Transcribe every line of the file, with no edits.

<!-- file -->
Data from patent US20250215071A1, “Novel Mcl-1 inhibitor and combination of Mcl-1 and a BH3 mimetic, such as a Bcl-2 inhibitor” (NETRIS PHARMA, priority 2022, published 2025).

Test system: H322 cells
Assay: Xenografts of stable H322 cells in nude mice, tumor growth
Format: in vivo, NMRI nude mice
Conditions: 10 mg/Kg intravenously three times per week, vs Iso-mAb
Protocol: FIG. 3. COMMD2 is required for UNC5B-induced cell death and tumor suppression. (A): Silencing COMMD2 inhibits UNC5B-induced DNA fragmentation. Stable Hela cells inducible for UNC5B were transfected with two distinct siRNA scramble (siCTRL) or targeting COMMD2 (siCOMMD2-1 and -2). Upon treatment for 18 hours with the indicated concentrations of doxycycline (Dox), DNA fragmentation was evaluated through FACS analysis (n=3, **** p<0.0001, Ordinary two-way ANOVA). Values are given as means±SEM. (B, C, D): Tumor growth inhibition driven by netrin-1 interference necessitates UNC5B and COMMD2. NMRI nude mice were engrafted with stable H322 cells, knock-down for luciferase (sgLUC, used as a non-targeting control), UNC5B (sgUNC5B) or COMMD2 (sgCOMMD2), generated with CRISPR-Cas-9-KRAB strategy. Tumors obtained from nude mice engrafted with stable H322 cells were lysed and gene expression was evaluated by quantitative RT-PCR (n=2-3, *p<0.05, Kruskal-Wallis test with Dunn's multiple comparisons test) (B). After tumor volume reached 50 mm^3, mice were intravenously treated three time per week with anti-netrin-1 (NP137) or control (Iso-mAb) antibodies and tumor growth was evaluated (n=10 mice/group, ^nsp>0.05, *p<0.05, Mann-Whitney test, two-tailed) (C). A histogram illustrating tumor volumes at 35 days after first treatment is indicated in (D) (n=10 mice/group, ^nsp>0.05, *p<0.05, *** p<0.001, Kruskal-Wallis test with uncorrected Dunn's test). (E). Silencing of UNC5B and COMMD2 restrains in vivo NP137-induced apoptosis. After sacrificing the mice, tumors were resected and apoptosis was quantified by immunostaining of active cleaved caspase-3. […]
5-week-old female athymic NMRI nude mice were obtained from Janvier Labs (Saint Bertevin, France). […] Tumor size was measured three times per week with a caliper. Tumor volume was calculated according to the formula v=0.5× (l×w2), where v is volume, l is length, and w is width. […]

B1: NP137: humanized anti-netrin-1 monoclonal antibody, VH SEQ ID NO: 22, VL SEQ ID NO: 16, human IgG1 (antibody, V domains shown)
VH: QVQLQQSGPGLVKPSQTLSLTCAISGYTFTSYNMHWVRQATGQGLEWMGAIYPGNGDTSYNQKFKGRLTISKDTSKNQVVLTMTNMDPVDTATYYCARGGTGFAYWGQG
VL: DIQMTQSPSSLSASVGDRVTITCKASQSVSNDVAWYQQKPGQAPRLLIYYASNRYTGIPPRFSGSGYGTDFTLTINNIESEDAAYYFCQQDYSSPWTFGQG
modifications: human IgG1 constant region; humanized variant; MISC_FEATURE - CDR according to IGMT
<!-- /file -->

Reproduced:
Data from patent US20250215071A1, “Novel Mcl-1 inhibitor and combination of Mcl-1 and a BH3 mimetic, such as a Bcl-2 inhibitor” (NETRIS PHARMA, priority 2022, published 2025).

Test system: H322 cells
Assay: Xenografts of stable H322 cells in nude mice, tumor growth
Format: in vivo, NMRI nude mice
Conditions: 10 mg/Kg intravenously three times per week, vs Iso-mAb
Protocol: FIG. 3. COMMD2 is required for UNC5B-induced cell death and tumor suppression. (A): Silencing COMMD2 inhibits UNC5B-induced DNA fragmentation. Stable Hela cells inducible for UNC5B were transfected with two distinct siRNA scramble (siCTRL) or targeting COMMD2 (siCOMMD2-1 and -2). Upon treatment for 18 hours with the indicated concentrations of doxycycline (Dox), DNA fragmentation was evaluated through FACS analysis (n=3, **** p<0.0001, Ordinary two-way ANOVA). Values are given as means±SEM. (B, C, D): Tumor growth inhibition driven by netrin-1 interference necessitates UNC5B and COMMD2. NMRI nude mice were engrafted with stable H322 cells, knock-down for luciferase (sgLUC, used as a non-targeting control), UNC5B (sgUNC5B) or COMMD2 (sgCOMMD2), generated with CRISPR-Cas-9-KRAB strategy. Tumors obtained from nude mice engrafted with stable H322 cells were lysed and gene expression was evaluated by quantitative RT-PCR (n=2-3, *p<0.05, Kruskal-Wallis test with Dunn's multiple comparisons test) (B). After tumor volume reached 50 mm^3, mice were intravenously treated three time per week with anti-netrin-1 (NP137) or control (Iso-mAb) antibodies and tumor growth was evaluated (n=10 mice/group, ^nsp>0.05, *p<0.05, Mann-Whitney test, two-tailed) (C). A histogram illustrating tumor volumes at 35 days after first treatment is indicated in (D) (n=10 mice/group, ^nsp>0.05, *p<0.05, *** p<0.001, Kruskal-Wallis test with uncorrected Dunn's test). (E). Silencing of UNC5B and COMMD2 restrains in vivo NP137-induced apoptosis. After sacrificing the mice, tumors were resected and apoptosis was quantified by immunostaining of active cleaved caspase-3. […]
5-week-old female athymic NMRI nude mice were obtained from Janvier Labs (Saint Bertevin, France). […] Tumor size was measured three times per week with a caliper. Tumor volume was calculated according to the formula v=0.5× (l×w2), where v is volume, l is length, and w is width. […]

B1: NP137: humanized anti-netrin-1 monoclonal antibody, VH SEQ ID NO: 22, VL SEQ ID NO: 16, human IgG1 (antibody, V domains shown)
VH: QVQLQQSGPGLVKPSQTLSLTCAISGYTFTSYNMHWVRQATGQGLEWMGAIYPGNGDTSYNQKFKGRLTISKDTSKNQVVLTMTNMDPVDTATYYCARGGTGFAYWGQG
VL: DIQMTQSPSSLSASVGDRVTITCKASQSVSNDVAWYQQKPGQAPRLLIYYASNRYTGIPPRFSGSGYGTDFTLTINNIESEDAAYYFCQQDYSSPWTFGQG
modifications: human IgG1 constant region; humanized variant; MISC_FEATURE - CDR according to IGMT